Does freezing water have an odd property that makes life on earth possible?

Dear Cecil:

I read somewhere that ordinary water has a peculiar characteristic that makes life on this planet possible. When most materials cool off they become denser and heavier, including water — except near the freezing point. It seems ice is less dense than water, so it floats. If it didn't and sank instead, lakes and rivers would freeze solid in winter, killing all the fish and triggering a terrible ice age. Is this true? Do any other materials exhibit this abnormality or is water unique?

Cecil replies:

It’s not unique, but few materials share this unusual (and for us, very fortunate) property.  The only others I know of that expand when they freeze are cast iron and type metal, the lead alloy used in Linotype machines. But lotsa luck watering the begonias with those.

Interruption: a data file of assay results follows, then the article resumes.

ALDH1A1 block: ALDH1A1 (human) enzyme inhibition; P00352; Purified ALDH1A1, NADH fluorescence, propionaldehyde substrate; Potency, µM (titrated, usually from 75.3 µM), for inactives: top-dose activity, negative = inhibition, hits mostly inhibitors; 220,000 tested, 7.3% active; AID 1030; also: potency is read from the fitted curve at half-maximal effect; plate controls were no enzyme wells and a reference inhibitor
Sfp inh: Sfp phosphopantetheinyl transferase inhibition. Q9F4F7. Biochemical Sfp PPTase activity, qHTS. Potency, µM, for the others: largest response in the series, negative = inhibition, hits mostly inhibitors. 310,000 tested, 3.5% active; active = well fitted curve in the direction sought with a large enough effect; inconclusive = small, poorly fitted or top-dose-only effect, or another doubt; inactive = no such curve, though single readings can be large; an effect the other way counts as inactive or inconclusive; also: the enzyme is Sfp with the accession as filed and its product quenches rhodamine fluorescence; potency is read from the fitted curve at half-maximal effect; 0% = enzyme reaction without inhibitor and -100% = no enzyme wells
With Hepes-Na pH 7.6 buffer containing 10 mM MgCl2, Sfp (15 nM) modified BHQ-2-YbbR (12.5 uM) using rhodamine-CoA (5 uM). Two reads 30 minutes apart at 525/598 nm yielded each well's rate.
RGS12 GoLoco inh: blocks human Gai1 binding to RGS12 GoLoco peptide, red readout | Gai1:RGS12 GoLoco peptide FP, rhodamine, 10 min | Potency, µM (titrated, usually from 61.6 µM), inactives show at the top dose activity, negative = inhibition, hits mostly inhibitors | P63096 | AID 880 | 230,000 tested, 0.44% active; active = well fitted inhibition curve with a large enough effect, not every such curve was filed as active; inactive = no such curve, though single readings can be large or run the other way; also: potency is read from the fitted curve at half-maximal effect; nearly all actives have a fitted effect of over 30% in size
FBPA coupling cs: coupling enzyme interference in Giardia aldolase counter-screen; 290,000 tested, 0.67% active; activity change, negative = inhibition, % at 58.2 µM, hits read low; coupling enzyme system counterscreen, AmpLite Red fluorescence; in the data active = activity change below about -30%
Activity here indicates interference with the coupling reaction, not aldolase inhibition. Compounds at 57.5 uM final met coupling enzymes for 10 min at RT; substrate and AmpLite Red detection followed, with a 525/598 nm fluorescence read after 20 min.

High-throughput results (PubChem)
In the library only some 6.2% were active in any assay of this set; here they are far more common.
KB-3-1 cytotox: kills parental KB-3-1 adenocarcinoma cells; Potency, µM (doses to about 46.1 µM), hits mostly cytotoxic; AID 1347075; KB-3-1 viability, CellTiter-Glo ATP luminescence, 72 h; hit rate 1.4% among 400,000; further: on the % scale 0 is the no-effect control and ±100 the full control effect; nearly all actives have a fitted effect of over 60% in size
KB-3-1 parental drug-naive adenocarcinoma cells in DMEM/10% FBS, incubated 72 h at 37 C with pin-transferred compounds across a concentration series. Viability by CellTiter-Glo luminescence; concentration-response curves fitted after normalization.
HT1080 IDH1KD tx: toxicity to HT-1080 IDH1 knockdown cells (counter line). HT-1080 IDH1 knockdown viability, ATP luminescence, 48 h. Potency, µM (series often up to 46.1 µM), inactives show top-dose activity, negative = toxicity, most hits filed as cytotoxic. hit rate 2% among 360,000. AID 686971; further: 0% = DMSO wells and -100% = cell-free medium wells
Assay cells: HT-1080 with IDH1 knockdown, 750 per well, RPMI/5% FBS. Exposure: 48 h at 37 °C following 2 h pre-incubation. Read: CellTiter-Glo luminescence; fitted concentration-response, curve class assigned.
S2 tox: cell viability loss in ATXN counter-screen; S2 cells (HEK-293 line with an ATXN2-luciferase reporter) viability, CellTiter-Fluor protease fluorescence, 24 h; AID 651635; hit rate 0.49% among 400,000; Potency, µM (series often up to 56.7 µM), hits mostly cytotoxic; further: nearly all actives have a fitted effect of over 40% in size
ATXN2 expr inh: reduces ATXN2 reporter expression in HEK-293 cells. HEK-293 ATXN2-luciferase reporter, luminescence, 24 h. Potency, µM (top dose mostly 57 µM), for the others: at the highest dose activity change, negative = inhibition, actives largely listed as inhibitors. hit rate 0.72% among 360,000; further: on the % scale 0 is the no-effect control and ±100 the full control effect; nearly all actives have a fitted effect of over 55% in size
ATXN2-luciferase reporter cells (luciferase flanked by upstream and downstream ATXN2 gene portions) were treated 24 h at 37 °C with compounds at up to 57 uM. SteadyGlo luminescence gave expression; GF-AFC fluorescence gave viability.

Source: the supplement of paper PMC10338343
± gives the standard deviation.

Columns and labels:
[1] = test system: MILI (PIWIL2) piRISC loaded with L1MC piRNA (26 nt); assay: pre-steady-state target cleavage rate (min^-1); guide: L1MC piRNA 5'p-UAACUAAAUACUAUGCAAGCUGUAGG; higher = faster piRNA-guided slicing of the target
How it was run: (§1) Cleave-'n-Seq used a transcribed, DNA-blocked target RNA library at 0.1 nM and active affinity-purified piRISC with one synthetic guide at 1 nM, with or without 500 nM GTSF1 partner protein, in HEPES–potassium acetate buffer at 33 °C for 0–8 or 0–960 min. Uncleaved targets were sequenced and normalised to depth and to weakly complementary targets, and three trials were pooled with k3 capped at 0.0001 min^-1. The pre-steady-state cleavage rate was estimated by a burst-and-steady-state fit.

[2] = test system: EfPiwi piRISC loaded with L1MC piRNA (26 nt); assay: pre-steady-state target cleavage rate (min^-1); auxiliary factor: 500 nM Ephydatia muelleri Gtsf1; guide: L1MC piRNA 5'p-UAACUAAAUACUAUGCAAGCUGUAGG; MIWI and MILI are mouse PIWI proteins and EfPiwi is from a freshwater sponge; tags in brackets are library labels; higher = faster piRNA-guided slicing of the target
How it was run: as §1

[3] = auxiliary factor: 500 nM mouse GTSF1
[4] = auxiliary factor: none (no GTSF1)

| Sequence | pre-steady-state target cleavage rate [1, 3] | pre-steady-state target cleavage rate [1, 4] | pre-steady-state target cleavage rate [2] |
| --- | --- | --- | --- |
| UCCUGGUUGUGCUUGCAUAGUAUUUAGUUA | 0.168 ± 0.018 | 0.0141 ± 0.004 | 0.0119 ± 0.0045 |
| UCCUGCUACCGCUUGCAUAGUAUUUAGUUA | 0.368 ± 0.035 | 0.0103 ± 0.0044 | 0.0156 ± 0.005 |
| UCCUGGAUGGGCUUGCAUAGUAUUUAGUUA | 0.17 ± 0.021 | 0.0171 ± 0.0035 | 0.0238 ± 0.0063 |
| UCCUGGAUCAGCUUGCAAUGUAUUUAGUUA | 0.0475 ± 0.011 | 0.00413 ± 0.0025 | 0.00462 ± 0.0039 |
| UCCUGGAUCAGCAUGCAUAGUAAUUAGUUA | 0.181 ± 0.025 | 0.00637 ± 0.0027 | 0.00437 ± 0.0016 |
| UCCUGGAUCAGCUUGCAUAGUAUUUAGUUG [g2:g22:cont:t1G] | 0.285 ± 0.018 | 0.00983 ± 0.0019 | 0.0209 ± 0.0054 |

Like most things, water contracts as the temperature drops — until the mercury reads 40 degrees Fahrenheit. Then it starts to expand again. By the time water freezes, its volume has increased 10 percent. Since ice is less dense than water, it floats, forming a crust over lakes and streams and enabling life to go on below. Assuming you call this life.

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